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Rashmin Sanghvi & Associates

Chartered Accountants

220, 2nd Floor, Arun Chambers,
Tardeo Road,
Mumbai - 400 034,
Maharashtra, India.

Tel. Nos.: (+91 22) 2351 1878, 2352 5694.

Fax : (+91 22) 2351 5275.

Email : [email protected]

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Demonetisation – Representation with regard to difficulties faced by Foreign Tourists & NRIs



Date: 9th Nov. 2016

Honourable Minister of Finance,
Government of India,
New Delhi.

Dear Sir,

Sub: Difficulties of Demonetisation of Rs. 500 and Rs. 1,000 notes

We appreciate the efforts of the Government and RBI to curb fake currency, black money, etc. In the following situations, it is causing unintended difficulties:

1. Foreign Tourists:

Foreign tourists are permitted to bring in foreign exchange freely in the country. No declaration is required upto US$ 10,000. Beyond that, a declaration is required.

They have converted their foreign exchange into Indian rupees. Many of the notes are in the denomination of Rs. 500 and 1,000. They are facing difficulties. Taxis, tourists places, shops are not accepting the currency notes.

As per notification and FAQs, the only options they have are:

  1. While leaving India, they can exchange the Indian currency into foreign exchange only upto Rs. 5,000/-.
  2. They can exchange the barred notes (Old High Denomination – OHD notes) into legal notes only upto Rs. 4,000. Over and above Rs. 4,000, they can open a bank account and deposit the currency.

Both these are impractical.

The tourists would not have any relatives / friends in India on whom they fall back upon.

If they go to the bank to exchange barred notes (OHD notes) into foreign currency and convert it back into legal currency, they will loose on foreign exchange conversion.

All this will leave a bad image of India in the foreign tourists’ mind.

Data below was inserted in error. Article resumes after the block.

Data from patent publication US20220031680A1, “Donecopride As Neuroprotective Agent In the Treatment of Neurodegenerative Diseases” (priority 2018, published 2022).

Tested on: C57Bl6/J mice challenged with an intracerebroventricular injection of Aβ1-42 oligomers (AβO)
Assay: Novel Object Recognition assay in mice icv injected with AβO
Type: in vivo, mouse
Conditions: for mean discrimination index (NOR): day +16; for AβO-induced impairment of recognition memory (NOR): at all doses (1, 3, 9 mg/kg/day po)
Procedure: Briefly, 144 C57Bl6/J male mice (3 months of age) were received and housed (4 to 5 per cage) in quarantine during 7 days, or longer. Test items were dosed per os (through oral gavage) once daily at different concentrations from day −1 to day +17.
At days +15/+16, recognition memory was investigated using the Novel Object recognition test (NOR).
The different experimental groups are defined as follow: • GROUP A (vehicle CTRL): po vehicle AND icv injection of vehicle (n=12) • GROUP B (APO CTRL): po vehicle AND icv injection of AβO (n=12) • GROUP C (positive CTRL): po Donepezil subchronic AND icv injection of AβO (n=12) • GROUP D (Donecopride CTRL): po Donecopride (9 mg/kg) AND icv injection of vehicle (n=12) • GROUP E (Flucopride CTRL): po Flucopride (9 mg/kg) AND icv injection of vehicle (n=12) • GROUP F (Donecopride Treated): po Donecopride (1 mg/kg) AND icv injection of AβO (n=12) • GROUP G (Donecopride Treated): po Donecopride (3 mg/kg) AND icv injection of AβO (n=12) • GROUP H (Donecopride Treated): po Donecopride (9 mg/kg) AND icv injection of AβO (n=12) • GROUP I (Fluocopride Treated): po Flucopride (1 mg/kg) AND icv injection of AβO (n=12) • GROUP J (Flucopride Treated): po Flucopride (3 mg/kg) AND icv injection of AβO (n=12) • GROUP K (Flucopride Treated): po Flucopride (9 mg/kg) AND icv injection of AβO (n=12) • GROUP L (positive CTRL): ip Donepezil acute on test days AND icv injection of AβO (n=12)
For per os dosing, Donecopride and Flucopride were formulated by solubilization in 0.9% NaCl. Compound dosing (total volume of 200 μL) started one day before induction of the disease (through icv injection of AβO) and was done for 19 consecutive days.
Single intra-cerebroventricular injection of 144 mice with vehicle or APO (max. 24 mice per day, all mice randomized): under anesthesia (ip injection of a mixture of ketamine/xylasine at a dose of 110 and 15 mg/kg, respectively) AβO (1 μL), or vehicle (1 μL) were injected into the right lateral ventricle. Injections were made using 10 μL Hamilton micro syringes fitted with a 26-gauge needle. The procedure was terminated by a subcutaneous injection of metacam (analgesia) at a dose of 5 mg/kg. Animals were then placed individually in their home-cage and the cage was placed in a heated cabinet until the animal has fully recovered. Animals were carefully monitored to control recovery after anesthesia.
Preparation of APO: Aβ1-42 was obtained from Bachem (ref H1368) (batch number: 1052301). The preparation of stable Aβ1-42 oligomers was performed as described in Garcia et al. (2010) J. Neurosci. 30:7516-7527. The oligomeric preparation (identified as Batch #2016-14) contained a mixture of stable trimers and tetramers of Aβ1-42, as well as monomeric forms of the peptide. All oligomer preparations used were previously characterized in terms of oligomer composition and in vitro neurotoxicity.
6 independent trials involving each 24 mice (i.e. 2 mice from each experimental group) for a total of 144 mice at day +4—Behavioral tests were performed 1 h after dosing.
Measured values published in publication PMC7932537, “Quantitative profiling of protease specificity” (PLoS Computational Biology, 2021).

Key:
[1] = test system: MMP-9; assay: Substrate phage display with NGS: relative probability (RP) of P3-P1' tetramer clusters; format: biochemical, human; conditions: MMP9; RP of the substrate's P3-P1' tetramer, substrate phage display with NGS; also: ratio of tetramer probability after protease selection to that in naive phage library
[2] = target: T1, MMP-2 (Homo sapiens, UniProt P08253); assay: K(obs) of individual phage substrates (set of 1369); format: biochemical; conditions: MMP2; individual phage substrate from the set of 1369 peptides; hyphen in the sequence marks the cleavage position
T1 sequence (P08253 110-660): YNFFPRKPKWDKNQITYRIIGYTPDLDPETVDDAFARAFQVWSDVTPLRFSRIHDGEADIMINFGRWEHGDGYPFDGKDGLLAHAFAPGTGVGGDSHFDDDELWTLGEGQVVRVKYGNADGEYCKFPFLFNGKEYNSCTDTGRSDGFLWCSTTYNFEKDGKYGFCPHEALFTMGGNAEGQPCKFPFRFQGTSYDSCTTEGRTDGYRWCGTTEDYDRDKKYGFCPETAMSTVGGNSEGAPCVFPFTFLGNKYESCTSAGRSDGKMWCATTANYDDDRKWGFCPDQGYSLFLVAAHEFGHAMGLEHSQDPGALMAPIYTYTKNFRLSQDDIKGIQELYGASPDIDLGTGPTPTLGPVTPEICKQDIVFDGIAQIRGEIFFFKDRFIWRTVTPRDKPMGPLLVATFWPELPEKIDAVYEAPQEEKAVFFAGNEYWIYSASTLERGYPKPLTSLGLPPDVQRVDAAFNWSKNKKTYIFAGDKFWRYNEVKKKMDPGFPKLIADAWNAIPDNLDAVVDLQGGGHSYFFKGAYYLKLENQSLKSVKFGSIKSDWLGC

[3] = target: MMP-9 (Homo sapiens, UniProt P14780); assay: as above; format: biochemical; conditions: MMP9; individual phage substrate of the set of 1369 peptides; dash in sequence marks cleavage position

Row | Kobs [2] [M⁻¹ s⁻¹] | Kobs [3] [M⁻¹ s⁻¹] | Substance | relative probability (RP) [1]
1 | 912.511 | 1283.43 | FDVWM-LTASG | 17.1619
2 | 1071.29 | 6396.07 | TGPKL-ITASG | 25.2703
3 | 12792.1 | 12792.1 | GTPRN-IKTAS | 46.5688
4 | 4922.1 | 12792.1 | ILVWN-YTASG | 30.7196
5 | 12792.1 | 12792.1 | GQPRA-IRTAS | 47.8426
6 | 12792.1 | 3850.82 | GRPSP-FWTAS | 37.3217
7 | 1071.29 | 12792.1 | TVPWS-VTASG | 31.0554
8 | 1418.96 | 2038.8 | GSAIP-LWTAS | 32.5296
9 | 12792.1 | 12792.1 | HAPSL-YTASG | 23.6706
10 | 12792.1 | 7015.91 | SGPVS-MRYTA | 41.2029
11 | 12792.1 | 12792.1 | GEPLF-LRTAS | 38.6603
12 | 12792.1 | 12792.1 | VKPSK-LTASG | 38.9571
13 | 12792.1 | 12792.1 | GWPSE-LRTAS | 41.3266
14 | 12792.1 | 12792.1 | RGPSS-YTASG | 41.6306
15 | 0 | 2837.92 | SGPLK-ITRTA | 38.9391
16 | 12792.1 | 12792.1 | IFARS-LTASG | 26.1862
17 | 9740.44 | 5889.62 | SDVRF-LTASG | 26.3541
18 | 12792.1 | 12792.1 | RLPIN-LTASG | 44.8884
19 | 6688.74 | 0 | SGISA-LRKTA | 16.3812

We suggest that they may be permitted to exchange the barred notes (OHD notes) into legal notes without the limit of Rs. 4,000.

At the time of leaving, there should be no limit of Rs. 5,000.

All this will be subject to production of documents (proof of conversion of foreign currency into Indian Rupees).

2. Non-residents having Indian currency abroad:

A non-resident is permitted to take with him Indian currency while leaving India upto Rs. 25,000/- [Reg. 3(2) of FEMA Notification no. 6(R)]. They have converted foreign exchange into rupees when they came to India.

There are non-residents (especially NRIs) who are abroad and have Indian currency with them. Some non-residents have more than Rs. 25,000 as they have taken the currency over several visits. They will not return to India before 30th December. They may not even return to India before 31.3.2017 (the time upto which they can submit the banned notes to RBI).

It is not practical to come to India just to deposit rupees in the account.


We suggest following alternatives:

  1. Non-residents may be allowed to deposit the currency notes in an Indian bank abroad. The funds can then be credited to the NRO account in India. This will be as good as depositing the money in the NRO account in India.
  2. Indian banks can convert the currency notes into foreign currency and pay the same to the NRIs abroad itself.

This may be permitted upto Rs. 1,00,000 per person. For amount above this, satisfactory documents may be provided.

We will glad to discuss the matter with you.

Thanking you,

Yours sincerely,
For Rashmin Sanghvi and Associates
Rashmin Sanghvi